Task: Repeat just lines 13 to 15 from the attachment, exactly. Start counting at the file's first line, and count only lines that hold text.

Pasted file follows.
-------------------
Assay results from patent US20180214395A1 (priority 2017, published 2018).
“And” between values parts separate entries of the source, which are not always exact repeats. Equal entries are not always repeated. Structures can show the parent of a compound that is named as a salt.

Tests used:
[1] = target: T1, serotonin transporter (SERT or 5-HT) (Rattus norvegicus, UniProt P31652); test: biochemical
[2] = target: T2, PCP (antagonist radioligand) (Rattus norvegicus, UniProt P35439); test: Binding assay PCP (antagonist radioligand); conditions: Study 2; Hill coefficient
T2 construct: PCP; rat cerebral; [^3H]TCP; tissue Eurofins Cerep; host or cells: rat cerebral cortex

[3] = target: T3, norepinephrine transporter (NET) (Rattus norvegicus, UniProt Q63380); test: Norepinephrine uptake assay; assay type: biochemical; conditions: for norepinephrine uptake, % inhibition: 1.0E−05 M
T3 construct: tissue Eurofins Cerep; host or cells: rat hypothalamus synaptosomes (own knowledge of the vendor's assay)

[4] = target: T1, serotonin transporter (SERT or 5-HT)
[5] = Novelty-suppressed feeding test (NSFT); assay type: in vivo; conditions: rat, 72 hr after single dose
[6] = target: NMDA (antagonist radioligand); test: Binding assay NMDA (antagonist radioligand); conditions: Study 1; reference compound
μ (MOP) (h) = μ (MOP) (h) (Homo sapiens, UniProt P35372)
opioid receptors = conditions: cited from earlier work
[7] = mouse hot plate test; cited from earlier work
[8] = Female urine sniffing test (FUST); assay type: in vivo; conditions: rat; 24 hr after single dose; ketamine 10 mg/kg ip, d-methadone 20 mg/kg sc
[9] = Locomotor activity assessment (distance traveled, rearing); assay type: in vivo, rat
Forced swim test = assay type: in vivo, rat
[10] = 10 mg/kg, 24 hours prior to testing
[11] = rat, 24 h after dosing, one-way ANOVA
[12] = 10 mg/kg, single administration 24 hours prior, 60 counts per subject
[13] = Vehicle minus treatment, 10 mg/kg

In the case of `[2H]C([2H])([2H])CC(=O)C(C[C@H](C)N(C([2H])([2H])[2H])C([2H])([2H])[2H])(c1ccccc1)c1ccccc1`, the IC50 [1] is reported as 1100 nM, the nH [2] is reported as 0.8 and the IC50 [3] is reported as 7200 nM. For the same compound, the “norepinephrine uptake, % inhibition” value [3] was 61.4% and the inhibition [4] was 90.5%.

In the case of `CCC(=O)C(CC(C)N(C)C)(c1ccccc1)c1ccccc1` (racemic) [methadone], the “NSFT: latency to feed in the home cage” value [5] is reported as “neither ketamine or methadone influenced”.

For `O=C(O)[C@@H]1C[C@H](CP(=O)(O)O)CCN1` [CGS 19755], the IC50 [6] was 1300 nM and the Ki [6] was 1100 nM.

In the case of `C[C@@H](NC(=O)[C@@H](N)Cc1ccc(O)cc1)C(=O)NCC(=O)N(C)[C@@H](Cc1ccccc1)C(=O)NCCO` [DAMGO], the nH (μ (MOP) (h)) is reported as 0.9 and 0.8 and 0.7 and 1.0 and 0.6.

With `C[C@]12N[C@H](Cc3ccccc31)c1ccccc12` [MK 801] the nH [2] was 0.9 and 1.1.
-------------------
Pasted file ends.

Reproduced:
opioid receptors = conditions: cited from earlier work
[7] = mouse hot plate test; cited from earlier work
[8] = Female urine sniffing test (FUST); assay type: in vivo; conditions: rat; 24 hr after single dose; ketamine 10 mg/kg ip, d-methadone 20 mg/kg sc